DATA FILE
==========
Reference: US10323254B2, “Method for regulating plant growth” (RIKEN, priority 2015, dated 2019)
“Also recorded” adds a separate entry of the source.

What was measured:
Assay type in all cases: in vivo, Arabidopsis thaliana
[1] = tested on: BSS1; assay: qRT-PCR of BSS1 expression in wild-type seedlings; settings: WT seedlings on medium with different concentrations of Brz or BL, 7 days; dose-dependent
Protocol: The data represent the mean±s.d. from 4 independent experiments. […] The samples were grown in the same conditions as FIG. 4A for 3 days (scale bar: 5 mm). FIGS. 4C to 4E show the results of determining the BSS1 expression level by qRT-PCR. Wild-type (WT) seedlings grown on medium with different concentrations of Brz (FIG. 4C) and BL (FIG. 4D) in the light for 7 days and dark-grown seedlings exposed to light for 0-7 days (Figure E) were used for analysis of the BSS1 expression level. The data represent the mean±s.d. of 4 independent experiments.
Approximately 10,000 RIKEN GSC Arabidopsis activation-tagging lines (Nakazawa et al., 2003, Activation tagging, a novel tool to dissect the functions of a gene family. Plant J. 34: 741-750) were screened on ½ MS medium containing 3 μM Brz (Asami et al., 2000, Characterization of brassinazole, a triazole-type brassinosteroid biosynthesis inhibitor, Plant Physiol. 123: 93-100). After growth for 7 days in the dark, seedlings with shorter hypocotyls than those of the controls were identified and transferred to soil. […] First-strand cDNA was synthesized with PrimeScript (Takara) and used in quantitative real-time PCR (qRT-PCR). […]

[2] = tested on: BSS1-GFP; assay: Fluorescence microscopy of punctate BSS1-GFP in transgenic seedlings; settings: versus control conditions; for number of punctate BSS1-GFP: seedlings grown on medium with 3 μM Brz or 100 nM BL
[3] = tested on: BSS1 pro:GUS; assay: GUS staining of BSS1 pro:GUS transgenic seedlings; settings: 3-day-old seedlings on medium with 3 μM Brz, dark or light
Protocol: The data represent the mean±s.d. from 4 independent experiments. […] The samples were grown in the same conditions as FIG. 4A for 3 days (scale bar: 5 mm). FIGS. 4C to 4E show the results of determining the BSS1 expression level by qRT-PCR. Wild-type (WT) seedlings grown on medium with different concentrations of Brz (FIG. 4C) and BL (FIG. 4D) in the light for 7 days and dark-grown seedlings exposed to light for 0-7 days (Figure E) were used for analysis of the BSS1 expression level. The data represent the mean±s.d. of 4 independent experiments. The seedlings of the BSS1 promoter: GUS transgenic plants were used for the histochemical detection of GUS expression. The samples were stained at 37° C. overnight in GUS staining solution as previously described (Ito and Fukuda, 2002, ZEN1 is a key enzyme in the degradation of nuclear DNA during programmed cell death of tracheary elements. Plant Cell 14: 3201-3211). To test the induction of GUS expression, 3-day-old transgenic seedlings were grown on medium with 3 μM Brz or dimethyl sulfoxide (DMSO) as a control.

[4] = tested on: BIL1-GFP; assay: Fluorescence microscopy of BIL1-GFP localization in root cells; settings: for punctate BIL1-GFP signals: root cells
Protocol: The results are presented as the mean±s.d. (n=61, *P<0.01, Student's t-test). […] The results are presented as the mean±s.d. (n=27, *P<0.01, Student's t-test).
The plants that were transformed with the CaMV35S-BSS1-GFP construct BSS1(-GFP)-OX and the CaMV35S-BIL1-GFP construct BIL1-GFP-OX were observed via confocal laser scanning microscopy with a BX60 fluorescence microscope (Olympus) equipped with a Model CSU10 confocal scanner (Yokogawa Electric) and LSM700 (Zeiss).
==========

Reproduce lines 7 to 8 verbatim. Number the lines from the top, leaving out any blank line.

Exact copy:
Approximately 10,000 RIKEN GSC Arabidopsis activation-tagging lines (Nakazawa et al., 2003, Activation tagging, a novel tool to dissect the functions of a gene family. Plant J. 34: 741-750) were screened on ½ MS medium containing 3 μM Brz (Asami et al., 2000, Characterization of brassinazole, a triazole-type brassinosteroid biosynthesis inhibitor, Plant Physiol. 123: 93-100). After growth for 7 days in the dark, seedlings with shorter hypocotyls than those of the controls were identified and transferred to soil. […] First-strand cDNA was synthesized with PrimeScript (Takara) and used in quantitative real-time PCR (qRT-PCR). […]

[2] = tested on: BSS1-GFP; assay: Fluorescence microscopy of punctate BSS1-GFP in transgenic seedlings; settings: versus control conditions; for number of punctate BSS1-GFP: seedlings grown on medium with 3 μM Brz or 100 nM BL